Yesterday I wrote about those rare, stunning sunrises where the intensity and colour build and build until the tipping point where the conditions climax, then in a flash, the colour and light is gone.

Now on the flip side you get those mornings where it’s cold, wet, dark, windy, and it feels like the sunrise won’t happen at all.

Like on the morning I took this shot.

It's of the Speke Wreck on Philip Island in Victoria (Australia).

It was a fantastic surprise to come across it too. Normally when we’re travelling somewhere new we will research some popular spots on Flickr and plan our itinerary around shooting them (then if we revisit, spend a bit more time exploring next time).

But we’d not seen any pictures of this shipwreck during our research and only found out about it from the tourist information centre when we asked them (on a long-shot) if there were any shipwrecks around.

When they told us how to get here, we debated whether it would be any good for photography because if it was, then why hadn’t we seen any photos of it?

The tourist info people told us we’d need a low tide to see it best (and maybe to access it too, I can’t remember) and there was a low tide the next day… So we went and scoped it out to see if it was worth waking up in the morning for.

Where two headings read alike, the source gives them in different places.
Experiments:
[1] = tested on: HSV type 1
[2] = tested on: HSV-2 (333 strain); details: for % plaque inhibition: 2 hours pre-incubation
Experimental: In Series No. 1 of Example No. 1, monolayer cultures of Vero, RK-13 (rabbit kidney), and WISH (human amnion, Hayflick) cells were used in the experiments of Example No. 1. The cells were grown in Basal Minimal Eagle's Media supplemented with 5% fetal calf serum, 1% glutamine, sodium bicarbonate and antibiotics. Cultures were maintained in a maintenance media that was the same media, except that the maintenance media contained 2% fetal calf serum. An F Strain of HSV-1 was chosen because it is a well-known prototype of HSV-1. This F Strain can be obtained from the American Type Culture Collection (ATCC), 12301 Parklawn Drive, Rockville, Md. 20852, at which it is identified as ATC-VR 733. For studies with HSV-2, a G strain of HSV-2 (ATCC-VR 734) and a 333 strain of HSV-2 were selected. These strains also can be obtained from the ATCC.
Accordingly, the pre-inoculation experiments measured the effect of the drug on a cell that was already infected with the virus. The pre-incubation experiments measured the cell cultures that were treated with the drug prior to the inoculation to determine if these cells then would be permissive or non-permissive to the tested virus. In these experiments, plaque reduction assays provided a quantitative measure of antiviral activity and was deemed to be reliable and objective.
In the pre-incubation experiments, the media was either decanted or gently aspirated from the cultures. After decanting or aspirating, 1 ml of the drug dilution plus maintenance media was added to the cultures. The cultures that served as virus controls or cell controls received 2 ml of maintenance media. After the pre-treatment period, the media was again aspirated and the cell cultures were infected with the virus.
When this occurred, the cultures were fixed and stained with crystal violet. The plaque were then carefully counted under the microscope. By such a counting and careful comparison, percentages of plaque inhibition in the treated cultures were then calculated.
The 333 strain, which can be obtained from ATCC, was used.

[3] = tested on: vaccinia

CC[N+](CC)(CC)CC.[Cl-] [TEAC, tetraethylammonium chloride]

After a bit of a drive and a hike, we arrived. The clincher for me was when I looked up the sunrise direction on the Photographers Ephemeris and saw that it would come up right between the distant headland and the wreck.

(there’s my tip of the day right there – when researching new locations always check out the Photographers Ephemeris to see where the sun rises and falls! It really can make or break a shot! These days I use an iPhone app called PhotoPills too)

So fast-forward to the next morning, the sun was minutes away from rising and the conditions were awful. But I set up my tripod in position anyway and just crossed my fingers!

Luckily enough, a tiny gap in the clouds emerged right on cue… A gap so thin the sun could only shine through it for about 2 to 3 minutes before it disappeared again, but long enough for me to capture this 120-second exposure, plus two more bracketed exposures for the bright detail around the sun.

Even though the finished image is very dark, it was still a challenge blending in the detail around the sun from the other exposures. Without those, that part of the sky would have been very overexposed and not had quite the same effect it does now.

Also, I made a point of highlighting the golden light on the foreground rocks (again using luminosity masks) for general foreground interest, but also to create that visual anchor (like how I mentioned in an email a couple of weeks ago if you received that).

Given that I’m normally one to go for the bright, vibrant sunrise and sunset images, this dark moody one turned out to be one of my favourites from this trip.

So really 3 lessons here. 1, use the Photographers Ephemeris. 2, even when you think the weather isn’t going to cooperate, shoot anyway because you might get lucky for a few minutes.

and 3. if you want to learn the Photoshop techniques that help me bring the best out of every landscape photo I process…

then click here now.

Talk soon